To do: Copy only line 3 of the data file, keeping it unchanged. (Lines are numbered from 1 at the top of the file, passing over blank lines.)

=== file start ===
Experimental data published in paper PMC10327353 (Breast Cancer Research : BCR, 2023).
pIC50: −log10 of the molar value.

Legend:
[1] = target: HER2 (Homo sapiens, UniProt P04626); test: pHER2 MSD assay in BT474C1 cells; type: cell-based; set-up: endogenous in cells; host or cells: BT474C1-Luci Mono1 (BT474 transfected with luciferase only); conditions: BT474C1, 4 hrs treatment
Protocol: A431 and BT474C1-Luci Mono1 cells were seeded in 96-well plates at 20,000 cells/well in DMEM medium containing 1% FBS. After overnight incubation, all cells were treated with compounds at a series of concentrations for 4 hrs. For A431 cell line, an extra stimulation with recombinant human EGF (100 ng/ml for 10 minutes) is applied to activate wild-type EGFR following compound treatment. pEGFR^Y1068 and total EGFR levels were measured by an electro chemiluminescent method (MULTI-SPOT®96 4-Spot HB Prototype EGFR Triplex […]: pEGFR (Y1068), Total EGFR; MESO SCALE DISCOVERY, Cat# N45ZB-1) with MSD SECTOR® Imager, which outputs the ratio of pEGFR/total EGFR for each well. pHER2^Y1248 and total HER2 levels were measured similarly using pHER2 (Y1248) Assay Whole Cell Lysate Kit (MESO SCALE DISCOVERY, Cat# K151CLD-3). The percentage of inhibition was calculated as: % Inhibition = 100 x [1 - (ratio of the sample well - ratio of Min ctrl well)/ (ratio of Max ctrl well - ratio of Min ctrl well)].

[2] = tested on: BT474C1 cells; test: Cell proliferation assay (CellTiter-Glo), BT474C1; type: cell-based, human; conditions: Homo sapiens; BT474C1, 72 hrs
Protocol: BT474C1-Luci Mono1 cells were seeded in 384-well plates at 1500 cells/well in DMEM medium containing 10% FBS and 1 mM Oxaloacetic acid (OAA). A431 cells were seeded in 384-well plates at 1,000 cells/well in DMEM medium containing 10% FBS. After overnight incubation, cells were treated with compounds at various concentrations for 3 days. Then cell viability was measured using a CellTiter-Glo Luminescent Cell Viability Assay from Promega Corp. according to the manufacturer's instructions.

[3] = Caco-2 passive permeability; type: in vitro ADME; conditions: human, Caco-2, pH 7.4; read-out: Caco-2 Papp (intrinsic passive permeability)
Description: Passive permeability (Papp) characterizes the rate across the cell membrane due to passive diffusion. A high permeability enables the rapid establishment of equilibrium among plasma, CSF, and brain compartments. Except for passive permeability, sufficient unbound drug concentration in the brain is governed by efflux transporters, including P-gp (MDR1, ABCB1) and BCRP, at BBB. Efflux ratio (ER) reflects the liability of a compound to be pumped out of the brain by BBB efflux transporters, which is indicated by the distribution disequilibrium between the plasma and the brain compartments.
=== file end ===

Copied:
Legend: